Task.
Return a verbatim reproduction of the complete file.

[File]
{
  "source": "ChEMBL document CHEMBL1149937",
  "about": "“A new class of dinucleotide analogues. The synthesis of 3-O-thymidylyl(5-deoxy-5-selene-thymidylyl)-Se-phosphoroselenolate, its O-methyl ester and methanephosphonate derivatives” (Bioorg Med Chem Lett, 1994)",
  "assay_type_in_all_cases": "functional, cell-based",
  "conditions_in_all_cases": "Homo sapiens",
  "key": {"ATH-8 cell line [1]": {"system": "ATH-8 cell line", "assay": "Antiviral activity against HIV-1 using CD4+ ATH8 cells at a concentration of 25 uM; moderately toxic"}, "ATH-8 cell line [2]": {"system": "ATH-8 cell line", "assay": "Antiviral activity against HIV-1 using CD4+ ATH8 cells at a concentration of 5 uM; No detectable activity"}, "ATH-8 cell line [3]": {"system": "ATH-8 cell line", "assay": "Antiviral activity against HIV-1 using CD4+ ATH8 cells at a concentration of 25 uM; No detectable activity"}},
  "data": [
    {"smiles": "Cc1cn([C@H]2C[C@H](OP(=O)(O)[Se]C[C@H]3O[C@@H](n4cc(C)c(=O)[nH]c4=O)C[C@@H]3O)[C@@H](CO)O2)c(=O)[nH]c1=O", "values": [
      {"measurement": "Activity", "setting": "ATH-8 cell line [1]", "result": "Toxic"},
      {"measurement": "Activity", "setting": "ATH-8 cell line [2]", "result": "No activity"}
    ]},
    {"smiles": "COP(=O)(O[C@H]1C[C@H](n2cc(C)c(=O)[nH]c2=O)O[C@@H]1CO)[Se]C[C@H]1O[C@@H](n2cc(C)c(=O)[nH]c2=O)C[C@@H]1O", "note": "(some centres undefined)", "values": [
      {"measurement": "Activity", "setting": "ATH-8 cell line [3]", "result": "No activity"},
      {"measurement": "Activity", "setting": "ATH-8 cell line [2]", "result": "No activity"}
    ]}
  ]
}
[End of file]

{
  "source": "ChEMBL document CHEMBL1149937",
  "about": "“A new class of dinucleotide analogues. The synthesis of 3-O-thymidylyl(5-deoxy-5-selene-thymidylyl)-Se-phosphoroselenolate, its O-methyl ester and methanephosphonate derivatives” (Bioorg Med Chem Lett, 1994)",
  "assay_type_in_all_cases": "functional, cell-based",
  "conditions_in_all_cases": "Homo sapiens",
  "key": {"ATH-8 cell line [1]": {"system": "ATH-8 cell line", "assay": "Antiviral activity against HIV-1 using CD4+ ATH8 cells at a concentration of 25 uM; moderately toxic"}, "ATH-8 cell line [2]": {"system": "ATH-8 cell line", "assay": "Antiviral activity against HIV-1 using CD4+ ATH8 cells at a concentration of 5 uM; No detectable activity"}, "ATH-8 cell line [3]": {"system": "ATH-8 cell line", "assay": "Antiviral activity against HIV-1 using CD4+ ATH8 cells at a concentration of 25 uM; No detectable activity"}},
  "data": [
    {"smiles": "Cc1cn([C@H]2C[C@H](OP(=O)(O)[Se]C[C@H]3O[C@@H](n4cc(C)c(=O)[nH]c4=O)C[C@@H]3O)[C@@H](CO)O2)c(=O)[nH]c1=O", "values": [
      {"measurement": "Activity", "setting": "ATH-8 cell line [1]", "result": "Toxic"},
      {"measurement": "Activity", "setting": "ATH-8 cell line [2]", "result": "No activity"}
    ]},
    {"smiles": "COP(=O)(O[C@H]1C[C@H](n2cc(C)c(=O)[nH]c2=O)O[C@@H]1CO)[Se]C[C@H]1O[C@@H](n2cc(C)c(=O)[nH]c2=O)C[C@@H]1O", "note": "(some centres undefined)", "values": [
      {"measurement": "Activity", "setting": "ATH-8 cell line [3]", "result": "No activity"},
      {"measurement": "Activity", "setting": "ATH-8 cell line [2]", "result": "No activity"}
    ]}
  ]
}